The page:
Complementary and Alternative Medicine in the Treatment of Anxiety and Depression

Gill van der Watt; Jonathan Laugharne; Aleksandar Janca


Curr Opin Psychiatry. 2008;21(1):37-42. 

In This Article


Complementary and alternative treatments for depression and depressive disorders discussed in this report are grouped into the following categories: herbal interventions, nutritional supplements and aromatherapy; cognitive interventions, including hypnotherapy, CBT and mindfulness-based cognitive therapy; and physical interventions, including acupuncture and light therapy.

Herbal Interventions, Nutritional Supplements and Aromatherapy

A recent review reported by Ernst[15*] indicated that St John's wort (Hypericum perforatum) is the only herbal remedy found to be effective as a treatment for mild to moderate depression. The author discussed a previous meta-analysis published in German language by Roder et al..[27] In five trials involving 2231 patients that compared St John's wort with conventional antidepressants, Roder et al. found both approaches to be equally effective. St John's wort was significantly effective when compared with placebo in 25 trials involving a total of 2129 patients. Ernst cautioned against using St John's wort with other medications because it can increase the plasma levels of a range of drugs and there is a possibility that it can occasionally trigger psychosis in patients who are using selective serotonin reuptake inhibitors.

Thachil et al.[9] conducted a review of the evidence for complementary therapies used in depression by searching the literature for studies on CAM as monotherapy. Nineteen reports were reviewed, yielding grade 1 evidence (strong evidence from at least one systematic review of multiple well designed RCTs) for the use St John's wort, tryptophan/5-hydroxytryptophan, S-adenosyl methionine, inositol and folate in depressive disorders. None of these findings was conclusively positive, and folate had a significant effect only when combined with an antidepressant. The review found grade 2 evidence (strong evidence from at least one properly designed RCT of appropriate size) for the use of saffron in mild to moderate depression, but the results are inconclusive and large-scale trials are warranted to investigate further its potential as an effective treatment.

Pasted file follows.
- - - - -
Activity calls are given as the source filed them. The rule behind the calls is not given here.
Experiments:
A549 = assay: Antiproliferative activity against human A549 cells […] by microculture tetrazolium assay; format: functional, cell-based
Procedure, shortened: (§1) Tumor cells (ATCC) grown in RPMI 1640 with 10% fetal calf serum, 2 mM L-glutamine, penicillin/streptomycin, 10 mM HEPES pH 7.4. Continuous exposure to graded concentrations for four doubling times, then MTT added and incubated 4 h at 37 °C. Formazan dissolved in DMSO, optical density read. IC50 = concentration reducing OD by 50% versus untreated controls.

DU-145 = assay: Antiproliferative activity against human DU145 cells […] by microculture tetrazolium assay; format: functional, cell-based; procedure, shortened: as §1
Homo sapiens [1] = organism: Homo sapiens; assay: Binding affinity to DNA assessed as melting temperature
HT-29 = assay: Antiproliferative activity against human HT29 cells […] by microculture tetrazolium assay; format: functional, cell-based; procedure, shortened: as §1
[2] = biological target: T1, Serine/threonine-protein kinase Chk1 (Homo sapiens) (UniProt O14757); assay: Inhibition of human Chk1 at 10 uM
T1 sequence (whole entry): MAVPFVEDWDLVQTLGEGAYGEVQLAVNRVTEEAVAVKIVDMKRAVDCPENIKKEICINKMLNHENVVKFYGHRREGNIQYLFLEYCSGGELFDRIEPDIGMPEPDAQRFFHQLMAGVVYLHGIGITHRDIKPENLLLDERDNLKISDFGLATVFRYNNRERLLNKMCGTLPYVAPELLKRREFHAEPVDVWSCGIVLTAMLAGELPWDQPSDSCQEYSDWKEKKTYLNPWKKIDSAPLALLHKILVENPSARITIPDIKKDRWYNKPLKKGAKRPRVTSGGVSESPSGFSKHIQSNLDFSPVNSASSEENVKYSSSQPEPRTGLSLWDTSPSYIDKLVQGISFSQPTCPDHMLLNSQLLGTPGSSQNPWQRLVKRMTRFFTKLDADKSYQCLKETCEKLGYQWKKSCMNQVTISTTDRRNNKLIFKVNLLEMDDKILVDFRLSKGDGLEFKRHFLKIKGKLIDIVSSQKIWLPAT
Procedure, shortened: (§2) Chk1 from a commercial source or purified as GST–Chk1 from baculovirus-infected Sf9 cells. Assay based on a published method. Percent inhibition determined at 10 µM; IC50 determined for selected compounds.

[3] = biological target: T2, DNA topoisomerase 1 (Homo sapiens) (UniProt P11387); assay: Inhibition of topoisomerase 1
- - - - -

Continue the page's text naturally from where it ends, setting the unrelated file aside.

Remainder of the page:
Mischoulon[28**] reported that the results of recent studies of omega-3 fatty acid supplementation, including the use of eicosapentaenoic acid (EPA), are promising in treatment of depression. In addition, the omega-3 fatty acids have been shown to be safe and might be useful in specific populations, such as the elderly, pregnant or lactating women, and people with medical co-morbid conditions. A number of controlled trials and a few open studies have suggested that supplementation with doses of EPA and docosahexaenoic acid (DHA) that are about five times higher than the standard dietary intake in the USA may have antidepressant or mood-stabilizing effects. Mischoulon described as compelling the evidence for the efficacy and safety of omega-3 fatty acids to treat patients with depression, but recommended that more well designed controlled trials be conducted in larger patient populations. He suggested that, although the data remain inconclusive, patients with mild depression or those who are unresponsive to conventional antidepressants might be the best candidates for alternative treatments such as St John's wort and omega-3 fatty acids.

Clayton et al.[29] reviewed the evidence for the rationale and benefit of omega-3 fatty acids in the treatment of psychiatric disorders in children and adolescents, and found some evidence of likely benefit in the treatment of unipolar depression. The authors emphasized the importance of conducting further well designed research, taking into account the importance of blinding patients and researchers to treatment and choosing appropriate placebos and omega-3 fatty acids (EPA and DHA.)